Right lower calf venous ulceration before and after treatment.

The trick is heading all of this off at the pass.  Getting treatment for venous disease is more important than ever.  Bulging veins at the skin are at risk for lots of bad things.  Superficial blood clots can form in these surface veins that can progress to deep vein thrombosis (DVT).   Bulging veins just under the skin are often in vulnerable areas of the legs that are at risk for rupture and significant bleeding with even minor injuries.   Even more concerning is the tendency of these veins for spontaneous rupture due to the high pressures that develop from underlying veins that are allowing reverse blood flow into them.

The good news for most people is that treatment is not anything like it used to be.  There is an entire generation of people that still believe that “vein stripping” is still the only treatment.  This was invariably a very painful procedure that had a very long recovery period with serious risks.   Today, highly effective treatments are performed in an office-based setting in my clinic, extremely well tolerated under local anesthesia and mild sedation.   There is minimal down time with patients able to return to work on the second day and pain is easily managed typically with over the counter medications.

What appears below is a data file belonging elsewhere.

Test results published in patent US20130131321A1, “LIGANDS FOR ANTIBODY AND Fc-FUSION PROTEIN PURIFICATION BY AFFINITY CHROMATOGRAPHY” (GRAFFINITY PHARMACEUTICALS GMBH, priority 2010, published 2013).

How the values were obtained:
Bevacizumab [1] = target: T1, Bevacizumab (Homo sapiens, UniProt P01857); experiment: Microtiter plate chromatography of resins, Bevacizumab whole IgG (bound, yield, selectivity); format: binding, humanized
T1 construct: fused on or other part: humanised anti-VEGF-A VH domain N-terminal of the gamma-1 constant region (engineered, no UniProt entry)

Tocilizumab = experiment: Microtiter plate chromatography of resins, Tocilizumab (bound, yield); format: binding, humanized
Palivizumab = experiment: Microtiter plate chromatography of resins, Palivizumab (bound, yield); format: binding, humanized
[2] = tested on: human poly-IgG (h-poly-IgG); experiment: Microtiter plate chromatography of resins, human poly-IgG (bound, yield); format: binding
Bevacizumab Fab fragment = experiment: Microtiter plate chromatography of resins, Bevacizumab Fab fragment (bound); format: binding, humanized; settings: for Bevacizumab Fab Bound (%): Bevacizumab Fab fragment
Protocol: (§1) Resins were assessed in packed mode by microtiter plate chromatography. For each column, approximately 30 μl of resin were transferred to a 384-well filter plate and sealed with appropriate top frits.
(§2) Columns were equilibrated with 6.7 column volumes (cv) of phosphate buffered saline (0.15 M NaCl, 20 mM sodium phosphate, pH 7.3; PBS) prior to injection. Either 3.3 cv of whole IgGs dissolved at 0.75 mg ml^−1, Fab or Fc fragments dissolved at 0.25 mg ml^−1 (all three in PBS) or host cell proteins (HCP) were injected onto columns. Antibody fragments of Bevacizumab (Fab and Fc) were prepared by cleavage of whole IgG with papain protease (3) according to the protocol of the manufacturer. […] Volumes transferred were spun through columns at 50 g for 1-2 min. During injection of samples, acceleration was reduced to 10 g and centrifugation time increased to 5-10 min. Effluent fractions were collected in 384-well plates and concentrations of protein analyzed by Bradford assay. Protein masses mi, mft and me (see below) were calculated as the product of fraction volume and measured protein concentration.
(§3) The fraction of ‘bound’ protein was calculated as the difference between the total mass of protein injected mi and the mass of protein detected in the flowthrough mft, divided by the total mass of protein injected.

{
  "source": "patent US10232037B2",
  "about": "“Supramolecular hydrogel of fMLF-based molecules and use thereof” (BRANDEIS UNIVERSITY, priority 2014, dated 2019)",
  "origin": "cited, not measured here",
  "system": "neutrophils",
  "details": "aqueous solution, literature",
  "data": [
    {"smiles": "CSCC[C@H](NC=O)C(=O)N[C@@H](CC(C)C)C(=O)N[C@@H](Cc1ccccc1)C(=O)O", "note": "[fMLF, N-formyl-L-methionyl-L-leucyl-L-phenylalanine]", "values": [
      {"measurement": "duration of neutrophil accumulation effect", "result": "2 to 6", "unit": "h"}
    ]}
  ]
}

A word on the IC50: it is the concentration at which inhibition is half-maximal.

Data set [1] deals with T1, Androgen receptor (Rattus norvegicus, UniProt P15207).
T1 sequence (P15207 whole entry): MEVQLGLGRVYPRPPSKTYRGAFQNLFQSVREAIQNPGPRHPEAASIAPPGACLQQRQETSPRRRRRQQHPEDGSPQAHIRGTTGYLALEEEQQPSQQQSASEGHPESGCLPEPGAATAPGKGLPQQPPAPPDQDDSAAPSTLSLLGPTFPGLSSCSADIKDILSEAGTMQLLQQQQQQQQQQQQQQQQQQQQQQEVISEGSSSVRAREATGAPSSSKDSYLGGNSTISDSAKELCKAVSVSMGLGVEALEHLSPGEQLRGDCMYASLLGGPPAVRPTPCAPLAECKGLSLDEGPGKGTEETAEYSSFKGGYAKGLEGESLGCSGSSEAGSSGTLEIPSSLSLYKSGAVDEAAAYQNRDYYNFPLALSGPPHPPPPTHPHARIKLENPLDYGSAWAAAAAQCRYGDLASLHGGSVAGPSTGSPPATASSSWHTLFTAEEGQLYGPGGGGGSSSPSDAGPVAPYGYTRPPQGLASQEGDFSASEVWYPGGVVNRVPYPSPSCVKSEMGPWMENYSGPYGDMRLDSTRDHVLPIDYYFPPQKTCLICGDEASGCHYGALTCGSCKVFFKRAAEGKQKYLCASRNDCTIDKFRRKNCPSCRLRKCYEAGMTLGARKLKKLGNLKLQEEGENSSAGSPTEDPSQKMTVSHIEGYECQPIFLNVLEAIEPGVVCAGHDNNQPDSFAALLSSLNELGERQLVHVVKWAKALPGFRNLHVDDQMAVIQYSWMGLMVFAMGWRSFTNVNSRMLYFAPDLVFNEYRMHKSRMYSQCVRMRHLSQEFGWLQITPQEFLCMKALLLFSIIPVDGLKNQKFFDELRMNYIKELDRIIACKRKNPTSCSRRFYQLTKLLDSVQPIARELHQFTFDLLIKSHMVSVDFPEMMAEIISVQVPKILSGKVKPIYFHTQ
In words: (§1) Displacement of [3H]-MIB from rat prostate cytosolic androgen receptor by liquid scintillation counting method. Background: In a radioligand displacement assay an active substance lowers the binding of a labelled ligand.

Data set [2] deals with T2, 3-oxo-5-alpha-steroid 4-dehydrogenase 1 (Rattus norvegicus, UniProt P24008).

Don’t wait a minute longer.  Don’t daydream about getting something done.  Don’t be naive like Carly.  She had some dreams but apparently, they were clouds in her coffee.   Gulp that coffee down, grab your phone and give us a call at Precision Vein Therapeutics 205-710-3800 for an evaluation.  Two years after she released “You’re so Vein” she released my favorite song of all time, “I Haven’t Got Time for the Vein.”   You don’t either.

Michael R. Barlow MD, RPhS

All content copyright 2019

 

The Big Picture on Vein Disease and Leg Swelling

Vein Screening Form

 

“Why are my legs swollen?”  In this blurb I’m going to hopefully give you the big picture on a very common complaint, leg swelling (edema) that tends to go right along with venous disease.

When I give talks on venous disease of the legs, I emphasize that I believe one of the most important things I am trying to accomplish is educating patients on the importance of recognizing signs and symptoms of problems early when treatment can produce rapid recovery and return to function.  Doing this can prevent progression to advanced stages when recovery and improvement can be lengthy.   In addition to explaining the possible health consequences that could result from ignoring serious signs of developing vein disease in their legs, I like to focus on just how effective, well tolerated and elegant that modern vein procedures really are.